Growing lots of adult stem cells in the lab, for study or for a patient treatment, has been difficult in the past. While some groups have successfully grown large numbers of adult stem cells, many labs have difficulties keeping the cells growing for more than a few days. Now scientists at Weill Cornell have shown that culturing adult stem cells with endothelial cells, the cells that compose the innermost linings of blood vessels, is the key to growing unlimited amounts of adult stem cells. The research group reasoned that because endothelial cells line blood vessels and are often in contact with adult stem cells, these cells might play a significant role in the growth and maintenance of stem cells. Using a mouse model, the scientists were able to grow adult stem cells for weeks at a time and increase the number of cells over 400-fold. They also showed that even after one year, there was no indication of tumor formation from the adult stem cells. Senior author, Dr. Shahin Rafii, noted:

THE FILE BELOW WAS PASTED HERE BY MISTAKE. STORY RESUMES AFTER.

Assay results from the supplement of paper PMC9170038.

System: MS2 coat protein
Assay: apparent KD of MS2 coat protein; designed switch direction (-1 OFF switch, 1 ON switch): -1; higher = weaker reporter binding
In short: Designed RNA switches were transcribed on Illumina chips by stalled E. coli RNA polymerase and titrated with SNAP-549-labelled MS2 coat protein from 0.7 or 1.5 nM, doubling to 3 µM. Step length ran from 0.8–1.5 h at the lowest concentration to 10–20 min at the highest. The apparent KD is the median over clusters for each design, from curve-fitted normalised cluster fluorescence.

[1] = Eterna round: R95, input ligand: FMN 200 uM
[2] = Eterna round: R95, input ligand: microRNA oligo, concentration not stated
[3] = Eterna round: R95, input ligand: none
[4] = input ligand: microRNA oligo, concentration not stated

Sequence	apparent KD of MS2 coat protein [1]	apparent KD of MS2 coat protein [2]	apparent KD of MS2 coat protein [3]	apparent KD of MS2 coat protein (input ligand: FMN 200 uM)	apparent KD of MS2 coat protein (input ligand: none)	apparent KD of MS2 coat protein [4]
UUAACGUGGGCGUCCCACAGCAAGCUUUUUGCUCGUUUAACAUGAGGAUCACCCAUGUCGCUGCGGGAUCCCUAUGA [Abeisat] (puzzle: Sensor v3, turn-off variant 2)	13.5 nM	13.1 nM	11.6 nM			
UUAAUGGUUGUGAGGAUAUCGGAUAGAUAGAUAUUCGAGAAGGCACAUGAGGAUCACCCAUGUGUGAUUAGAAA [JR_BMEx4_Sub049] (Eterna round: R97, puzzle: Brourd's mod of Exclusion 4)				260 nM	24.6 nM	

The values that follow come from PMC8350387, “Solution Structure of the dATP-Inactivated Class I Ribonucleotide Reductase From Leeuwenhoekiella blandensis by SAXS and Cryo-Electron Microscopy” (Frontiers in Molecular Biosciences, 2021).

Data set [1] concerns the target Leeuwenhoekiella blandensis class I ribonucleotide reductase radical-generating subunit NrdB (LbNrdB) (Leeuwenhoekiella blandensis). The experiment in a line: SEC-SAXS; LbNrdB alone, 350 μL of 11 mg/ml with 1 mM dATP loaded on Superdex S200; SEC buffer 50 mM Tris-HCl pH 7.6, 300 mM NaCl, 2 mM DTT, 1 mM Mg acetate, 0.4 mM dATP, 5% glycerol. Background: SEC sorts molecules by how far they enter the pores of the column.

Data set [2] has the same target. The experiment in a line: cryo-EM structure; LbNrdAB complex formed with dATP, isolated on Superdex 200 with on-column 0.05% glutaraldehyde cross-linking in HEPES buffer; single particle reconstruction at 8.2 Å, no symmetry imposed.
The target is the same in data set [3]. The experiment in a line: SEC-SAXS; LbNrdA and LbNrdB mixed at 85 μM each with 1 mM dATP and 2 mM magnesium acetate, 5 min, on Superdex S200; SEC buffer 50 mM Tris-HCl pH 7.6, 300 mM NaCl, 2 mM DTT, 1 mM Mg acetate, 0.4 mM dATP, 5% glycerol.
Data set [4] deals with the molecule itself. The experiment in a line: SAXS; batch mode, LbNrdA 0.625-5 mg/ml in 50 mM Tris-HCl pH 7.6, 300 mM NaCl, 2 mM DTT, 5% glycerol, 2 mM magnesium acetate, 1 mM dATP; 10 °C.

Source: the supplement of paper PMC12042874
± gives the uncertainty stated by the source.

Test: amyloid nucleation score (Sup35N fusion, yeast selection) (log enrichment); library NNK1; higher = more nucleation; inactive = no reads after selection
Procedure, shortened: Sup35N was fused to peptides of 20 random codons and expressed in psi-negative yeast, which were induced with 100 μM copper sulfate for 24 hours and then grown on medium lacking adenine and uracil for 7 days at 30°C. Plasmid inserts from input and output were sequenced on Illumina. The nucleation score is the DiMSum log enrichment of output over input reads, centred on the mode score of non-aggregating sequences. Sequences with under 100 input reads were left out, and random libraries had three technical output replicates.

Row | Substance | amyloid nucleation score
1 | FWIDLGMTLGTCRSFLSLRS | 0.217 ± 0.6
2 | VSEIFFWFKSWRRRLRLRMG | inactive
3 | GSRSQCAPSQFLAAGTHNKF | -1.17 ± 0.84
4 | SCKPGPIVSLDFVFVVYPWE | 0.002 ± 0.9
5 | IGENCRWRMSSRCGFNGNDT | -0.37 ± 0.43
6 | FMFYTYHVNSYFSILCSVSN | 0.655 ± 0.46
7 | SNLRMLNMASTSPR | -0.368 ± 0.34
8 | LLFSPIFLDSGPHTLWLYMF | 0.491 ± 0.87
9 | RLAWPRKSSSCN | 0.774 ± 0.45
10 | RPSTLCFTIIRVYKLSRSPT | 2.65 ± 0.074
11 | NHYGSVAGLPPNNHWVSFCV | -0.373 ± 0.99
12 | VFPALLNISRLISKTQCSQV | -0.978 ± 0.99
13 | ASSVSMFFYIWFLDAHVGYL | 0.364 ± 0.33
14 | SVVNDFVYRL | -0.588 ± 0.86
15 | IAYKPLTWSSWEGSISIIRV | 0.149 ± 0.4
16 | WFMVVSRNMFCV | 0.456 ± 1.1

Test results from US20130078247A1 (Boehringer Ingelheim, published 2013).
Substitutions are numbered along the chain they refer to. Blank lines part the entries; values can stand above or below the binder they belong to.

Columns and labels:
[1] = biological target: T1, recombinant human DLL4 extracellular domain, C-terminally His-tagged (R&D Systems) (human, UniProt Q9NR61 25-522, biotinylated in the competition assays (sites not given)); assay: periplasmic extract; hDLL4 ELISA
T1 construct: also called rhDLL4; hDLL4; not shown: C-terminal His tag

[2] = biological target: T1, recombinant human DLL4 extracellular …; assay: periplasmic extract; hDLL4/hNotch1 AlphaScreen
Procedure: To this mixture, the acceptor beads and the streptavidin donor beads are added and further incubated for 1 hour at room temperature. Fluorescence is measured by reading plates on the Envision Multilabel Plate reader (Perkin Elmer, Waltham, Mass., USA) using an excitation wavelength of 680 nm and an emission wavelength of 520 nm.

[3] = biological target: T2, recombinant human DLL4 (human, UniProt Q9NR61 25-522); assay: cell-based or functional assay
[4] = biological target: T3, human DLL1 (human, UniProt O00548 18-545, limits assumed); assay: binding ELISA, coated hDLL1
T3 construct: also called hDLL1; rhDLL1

"This study will have a major impact on the treatment of any blood-related disorder that requires a stem cell transplant."

Previous work from Dr. Rafii's lab had demonstrated that endothelial cells are not "passive conduits"

for delivery of oxygen and nutrients but also produce novel stem-cell-active growth factors.

The breakthrough promises broad clinical benefits, from bone marrow transplantation to therapies for heart, brain, skin and lungs. If the system continues to be validated, physicians could use any source of hematopoietic (blood-forming) stem cells, grow large numbers, and bank the adult stem cells for transplantation into patients.

The paper is published in the journal Cell Stem Cell.